Cancer survivors have spoken out about the torment of waiting for treatment as part of a campaign to improve services for people with the deadly disease.
Ed Goodall waited 62 days for an urgent appointment with a hospital doctor after visiting his GP with serious concerns about his health.
The 66-year-old, from north Belfast, was subsequently diagnosed with bowel cancer.
Mr Goodall, a semi-retired statistician and author of crime novels, had been experiencing symptoms for several months before he visited his doctor on August 11, 2011.
An urgent referral was made for him to see a cancer specialist, but he did not get an appointment until October and, even then, he was not diagnosed until the end of the month.
"I know I didn't have to wait much longer than the target time, but it was still a long time to hang on, knowing I was ill," he said.
"In the meantime my sister Catherine was diagnosed with pancreatic cancer six months after she visited her GP with health problems.
"By the time she was diagnosed it was far too late, and she died soon after. It's been a really stressful time.
"I know a new cancer strategy would have helped my sister.
"It would also help people to be seen quicker, which is so important if you think you have cancer.
"It will be key to providing better and more successful cancer services to people across in Northern Ireland."
Sara Gilmore waited a month between finding out she had breast cancer and starting her treatment.
While this was within the official target limit, she said she was extremely anxious while waiting for her programme to begin.
The 37-year-old mum, from Ballyclare, had just celebrated her son's first birthday when she found out she had cancer.
"Given that Gabriel was now in my life I was so fearful about what it meant for him.
"Once I knew I had cancer the treatment couldn't start quickly enough. I just wanted rid of it.
"I was especially conscious that the cancer could be spreading the longer that it was in me and so it was an anxious time waiting to see the specialist."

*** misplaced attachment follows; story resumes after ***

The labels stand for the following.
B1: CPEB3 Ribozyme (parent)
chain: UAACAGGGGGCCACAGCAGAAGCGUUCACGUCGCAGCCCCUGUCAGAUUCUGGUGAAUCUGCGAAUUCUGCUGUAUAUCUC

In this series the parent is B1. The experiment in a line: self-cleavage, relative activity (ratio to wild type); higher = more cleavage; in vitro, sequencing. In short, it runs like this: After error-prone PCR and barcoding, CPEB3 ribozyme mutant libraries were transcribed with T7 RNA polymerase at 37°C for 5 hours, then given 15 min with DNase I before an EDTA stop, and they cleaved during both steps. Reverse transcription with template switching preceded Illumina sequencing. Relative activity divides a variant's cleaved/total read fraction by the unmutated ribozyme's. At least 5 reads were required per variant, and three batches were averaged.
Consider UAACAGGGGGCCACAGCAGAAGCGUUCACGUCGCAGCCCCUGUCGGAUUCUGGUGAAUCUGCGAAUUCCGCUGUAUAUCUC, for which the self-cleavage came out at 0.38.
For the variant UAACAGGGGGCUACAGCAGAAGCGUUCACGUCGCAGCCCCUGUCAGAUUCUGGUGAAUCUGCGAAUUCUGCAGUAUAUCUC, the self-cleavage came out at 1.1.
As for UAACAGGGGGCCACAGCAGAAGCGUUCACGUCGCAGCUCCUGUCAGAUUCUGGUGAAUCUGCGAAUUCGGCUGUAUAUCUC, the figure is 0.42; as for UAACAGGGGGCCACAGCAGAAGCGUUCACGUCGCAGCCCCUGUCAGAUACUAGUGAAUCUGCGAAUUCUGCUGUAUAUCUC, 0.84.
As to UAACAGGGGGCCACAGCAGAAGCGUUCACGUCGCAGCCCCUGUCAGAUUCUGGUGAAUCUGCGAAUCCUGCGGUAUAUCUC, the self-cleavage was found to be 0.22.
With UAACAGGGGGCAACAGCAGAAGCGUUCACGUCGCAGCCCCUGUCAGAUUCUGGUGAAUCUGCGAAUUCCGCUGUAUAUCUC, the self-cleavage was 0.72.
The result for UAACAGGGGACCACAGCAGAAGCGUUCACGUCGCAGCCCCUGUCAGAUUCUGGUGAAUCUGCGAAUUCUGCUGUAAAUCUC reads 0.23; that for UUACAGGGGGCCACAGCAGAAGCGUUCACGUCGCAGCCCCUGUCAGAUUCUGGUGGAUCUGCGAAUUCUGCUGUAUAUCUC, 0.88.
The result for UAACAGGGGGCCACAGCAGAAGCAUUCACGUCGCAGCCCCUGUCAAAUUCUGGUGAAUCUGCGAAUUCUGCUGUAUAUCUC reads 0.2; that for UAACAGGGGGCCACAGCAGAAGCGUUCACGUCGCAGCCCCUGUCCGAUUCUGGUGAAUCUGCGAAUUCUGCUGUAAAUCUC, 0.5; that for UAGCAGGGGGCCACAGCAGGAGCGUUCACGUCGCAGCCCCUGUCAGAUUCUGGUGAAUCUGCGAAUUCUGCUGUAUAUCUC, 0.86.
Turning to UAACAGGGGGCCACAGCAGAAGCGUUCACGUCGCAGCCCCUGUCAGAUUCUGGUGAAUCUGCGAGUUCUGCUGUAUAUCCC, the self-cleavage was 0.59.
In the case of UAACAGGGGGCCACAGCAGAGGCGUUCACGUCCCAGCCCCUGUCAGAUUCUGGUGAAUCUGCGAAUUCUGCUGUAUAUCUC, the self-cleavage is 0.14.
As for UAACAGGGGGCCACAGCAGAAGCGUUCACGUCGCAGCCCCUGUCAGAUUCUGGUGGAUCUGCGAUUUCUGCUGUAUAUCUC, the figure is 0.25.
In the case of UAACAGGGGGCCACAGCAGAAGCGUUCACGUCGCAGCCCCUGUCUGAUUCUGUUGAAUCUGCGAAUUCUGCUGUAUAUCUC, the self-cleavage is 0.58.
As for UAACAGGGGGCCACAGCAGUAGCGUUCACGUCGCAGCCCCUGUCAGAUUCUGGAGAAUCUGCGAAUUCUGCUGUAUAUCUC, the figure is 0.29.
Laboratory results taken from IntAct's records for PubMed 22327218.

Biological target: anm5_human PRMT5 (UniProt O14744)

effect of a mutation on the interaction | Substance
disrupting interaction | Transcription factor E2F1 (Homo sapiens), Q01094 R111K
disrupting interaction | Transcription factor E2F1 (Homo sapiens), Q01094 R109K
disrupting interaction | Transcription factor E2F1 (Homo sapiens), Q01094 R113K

Sara had a lumpectomy followed by chemotherapy. "It was hard going through treatment while looking after Gabriel, especially as I ended up in hospital twice because of infections," she explained.
"I've tried to stay as positive as possible. It's now a year since my diagnosis and Gabriel has just turned two. I'm so grateful I didn't have to wait any longer for cancer treatment. You're aware the cancer inside you is like a ticking time bomb and so every day counts."
The patients spoke out just a week after figures revealed that hospitals in Northern Ireland have failed to meet target times for the treatment of patients urgently referred for suspected cancer. The target is for 95% of patients to be seen within 62 days, but health trusts managed just 72% during 2015.
Northern Ireland is the only part of the UK that does not have or is not developing an updated cancer strategy to set out how best to provide for the growing number of people being diagnosed with the disease
England published its cancer plan in 2015, and Scotland published one last month.
The Welsh Assembly, meanwhile, is developing a strategy that is expected to be released soon.
Cancer Research UK called on people across Northern Ireland to back its campaign calling for this potentially deadly anomaly to be addressed. Margaret Carr from the charity said: "The consistent failure to meet these targets is a hugely worrying situation that will only get worse unless we have a cancer strategy in place to show how the health service in Northern Ireland plans to care for the growing numbers of people with cancer."
Cancer Research UK is bringing a giant structure of the word 'cancer' to Belfast's Cornmarket this Saturday and is asking people to add their support to the campaign by placing a Northern Ireland map sticker on it.
Margaret added: "In the long-term, a comprehensive cancer plan - with the proper funding - will ensure that Northern Ireland is able to deliver world-class cancer care to patients here."